ASX-listed semiconductor technology company BluGlass will supply Yale University with laser diodes and laser epitaxial wafers for a United States Defence Advanced Research Projects Agency (DARPA) project to develop combined photonic integrated circuits and lasers.
BluGlass’s remote plasma vapour deposition (RPCVD) process is able to create layers of group III nitride semiconductors on silicon wafer, producing high-efficiency devices for applications including industrial welding lasers.
The first phase of the new project, announced on Thursday, will last 18 months, with a total of three phases.
It will see the Australian company supplying custom gallium nitride laser diodes and laser epitaxial wafers to Yale University to use in a photonic integrated circuit (PIC). These wafers will “pump a novel Yale laser design” to be made under the program.
“This opportunity allows BluGlass to showcase our capabilities in GaN Laser epitaxial growth technology, while demonstrating the integration of our technology into next generation laser applications such as Photonic Integrated Circuits, that could lead to further commercial opportunities,” said BluGlass Executive Vice President, Brad Siskavich.
DARPA’s Lasers for Universal Microscale Optical Systems (LUMOS) initiative aims to combine integrated optical systems and photonics functionality into a single substrate. The statement says this is currently not done because the two technologies are “currently limited by the incompatibility of the materials used to create them – silicon photonics are easy to manufacture but are poor light emitters while compound semiconductors enable efficient emitters but are difficult to scale for use in complex integrated circuits.”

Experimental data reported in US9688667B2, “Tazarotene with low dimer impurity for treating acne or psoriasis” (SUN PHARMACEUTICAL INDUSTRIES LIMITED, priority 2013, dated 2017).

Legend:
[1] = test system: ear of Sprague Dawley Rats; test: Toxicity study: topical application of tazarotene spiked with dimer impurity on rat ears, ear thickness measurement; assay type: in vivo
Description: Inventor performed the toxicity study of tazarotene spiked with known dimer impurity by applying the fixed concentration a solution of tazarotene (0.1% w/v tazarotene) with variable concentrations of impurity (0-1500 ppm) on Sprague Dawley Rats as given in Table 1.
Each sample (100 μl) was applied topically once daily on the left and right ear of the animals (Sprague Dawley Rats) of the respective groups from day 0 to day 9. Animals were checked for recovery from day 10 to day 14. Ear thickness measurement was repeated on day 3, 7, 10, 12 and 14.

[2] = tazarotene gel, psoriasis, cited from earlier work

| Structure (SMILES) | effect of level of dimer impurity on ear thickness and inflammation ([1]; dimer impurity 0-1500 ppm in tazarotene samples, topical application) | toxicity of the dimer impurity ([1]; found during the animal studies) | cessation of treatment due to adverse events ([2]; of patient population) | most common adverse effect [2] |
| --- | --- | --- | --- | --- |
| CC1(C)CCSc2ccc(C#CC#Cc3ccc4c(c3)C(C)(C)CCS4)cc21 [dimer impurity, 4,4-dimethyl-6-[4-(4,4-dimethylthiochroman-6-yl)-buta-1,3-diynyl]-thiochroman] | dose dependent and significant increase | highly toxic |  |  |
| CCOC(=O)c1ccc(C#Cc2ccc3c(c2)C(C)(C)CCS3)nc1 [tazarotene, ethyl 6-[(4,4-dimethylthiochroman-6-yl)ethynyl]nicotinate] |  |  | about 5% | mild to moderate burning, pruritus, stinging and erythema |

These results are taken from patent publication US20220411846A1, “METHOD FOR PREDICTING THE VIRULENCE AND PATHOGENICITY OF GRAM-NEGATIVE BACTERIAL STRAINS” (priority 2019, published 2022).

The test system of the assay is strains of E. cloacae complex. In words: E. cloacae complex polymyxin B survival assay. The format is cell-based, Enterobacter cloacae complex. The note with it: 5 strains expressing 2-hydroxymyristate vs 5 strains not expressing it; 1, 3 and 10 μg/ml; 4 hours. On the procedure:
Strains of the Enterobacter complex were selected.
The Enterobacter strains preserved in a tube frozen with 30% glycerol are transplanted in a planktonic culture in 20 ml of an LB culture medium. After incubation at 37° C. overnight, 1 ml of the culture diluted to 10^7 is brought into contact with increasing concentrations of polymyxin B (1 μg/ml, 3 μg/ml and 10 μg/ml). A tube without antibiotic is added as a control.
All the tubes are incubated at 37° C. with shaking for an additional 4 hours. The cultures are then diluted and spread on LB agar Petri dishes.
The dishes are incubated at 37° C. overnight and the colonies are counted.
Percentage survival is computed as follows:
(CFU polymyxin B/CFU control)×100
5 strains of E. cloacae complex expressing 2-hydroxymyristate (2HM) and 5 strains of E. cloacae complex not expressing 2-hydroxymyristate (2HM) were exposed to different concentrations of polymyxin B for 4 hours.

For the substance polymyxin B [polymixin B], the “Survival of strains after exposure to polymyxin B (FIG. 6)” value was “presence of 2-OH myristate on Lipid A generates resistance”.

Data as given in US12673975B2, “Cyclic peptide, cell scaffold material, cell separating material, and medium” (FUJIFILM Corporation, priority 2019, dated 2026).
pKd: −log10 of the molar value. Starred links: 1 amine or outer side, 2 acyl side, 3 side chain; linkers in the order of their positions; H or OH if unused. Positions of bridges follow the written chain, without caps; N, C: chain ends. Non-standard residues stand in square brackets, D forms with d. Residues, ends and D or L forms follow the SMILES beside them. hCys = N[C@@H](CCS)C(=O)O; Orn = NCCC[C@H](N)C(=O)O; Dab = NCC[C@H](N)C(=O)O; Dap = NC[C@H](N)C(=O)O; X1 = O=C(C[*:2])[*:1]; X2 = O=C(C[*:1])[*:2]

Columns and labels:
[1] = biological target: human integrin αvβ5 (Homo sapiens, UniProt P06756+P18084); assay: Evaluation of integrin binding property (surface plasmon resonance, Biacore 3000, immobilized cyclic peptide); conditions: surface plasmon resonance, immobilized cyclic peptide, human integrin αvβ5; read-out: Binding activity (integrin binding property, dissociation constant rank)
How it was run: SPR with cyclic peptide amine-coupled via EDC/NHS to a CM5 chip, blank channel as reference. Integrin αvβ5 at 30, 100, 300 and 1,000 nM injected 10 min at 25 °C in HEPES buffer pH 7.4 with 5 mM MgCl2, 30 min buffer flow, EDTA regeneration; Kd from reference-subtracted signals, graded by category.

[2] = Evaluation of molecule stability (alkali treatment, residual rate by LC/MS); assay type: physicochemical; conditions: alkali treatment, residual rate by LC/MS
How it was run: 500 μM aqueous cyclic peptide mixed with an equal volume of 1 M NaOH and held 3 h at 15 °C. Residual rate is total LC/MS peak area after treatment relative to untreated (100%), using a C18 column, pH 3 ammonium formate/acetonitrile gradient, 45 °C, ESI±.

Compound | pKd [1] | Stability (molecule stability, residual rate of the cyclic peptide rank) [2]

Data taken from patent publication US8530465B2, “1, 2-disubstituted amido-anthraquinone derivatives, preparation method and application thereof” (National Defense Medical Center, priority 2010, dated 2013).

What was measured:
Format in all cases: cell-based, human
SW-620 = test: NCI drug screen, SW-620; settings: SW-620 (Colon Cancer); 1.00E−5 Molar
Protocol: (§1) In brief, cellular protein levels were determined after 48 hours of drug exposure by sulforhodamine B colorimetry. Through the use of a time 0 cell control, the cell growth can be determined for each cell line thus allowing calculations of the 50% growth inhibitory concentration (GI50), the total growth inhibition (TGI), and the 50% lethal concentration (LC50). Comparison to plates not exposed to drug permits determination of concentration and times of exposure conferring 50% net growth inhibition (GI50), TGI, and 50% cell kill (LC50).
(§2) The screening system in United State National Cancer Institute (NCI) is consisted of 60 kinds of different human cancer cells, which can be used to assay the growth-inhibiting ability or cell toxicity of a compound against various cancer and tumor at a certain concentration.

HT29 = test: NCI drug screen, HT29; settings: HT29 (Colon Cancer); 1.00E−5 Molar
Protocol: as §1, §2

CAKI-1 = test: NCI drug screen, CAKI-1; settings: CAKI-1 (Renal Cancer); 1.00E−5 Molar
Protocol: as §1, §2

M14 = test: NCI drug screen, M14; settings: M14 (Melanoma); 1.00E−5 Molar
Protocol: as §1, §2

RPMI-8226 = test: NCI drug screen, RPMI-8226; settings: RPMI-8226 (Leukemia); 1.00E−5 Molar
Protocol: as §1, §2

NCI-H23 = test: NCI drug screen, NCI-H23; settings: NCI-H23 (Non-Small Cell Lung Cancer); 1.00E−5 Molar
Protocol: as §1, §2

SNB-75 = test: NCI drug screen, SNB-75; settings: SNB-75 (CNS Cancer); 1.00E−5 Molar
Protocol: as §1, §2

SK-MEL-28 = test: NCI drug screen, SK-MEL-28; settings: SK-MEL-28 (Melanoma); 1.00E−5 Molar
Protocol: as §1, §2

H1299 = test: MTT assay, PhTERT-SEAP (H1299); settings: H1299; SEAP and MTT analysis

A device combining the two technologies will target applications such as “compact optical phased array LiDAR and neuromorphic optical computing.”
BluGlass was established in 2005, based on more than 15 years of R&D at Macquarie University on RPCVD, and listed in 2006.
In July it announced installation of its biggest over system, able to fabricate 6 x 6-inch or 42 x 2-inch wafers.
As reported by @AuManufacturing, this year BluGlass was also awarded a $250,000 Advanced Manufacturing Growth Centre grant to help scale up the size of wafers it can successfully coat, helping establish an advanced, high-throughput, laser diode foundry business in Australia.
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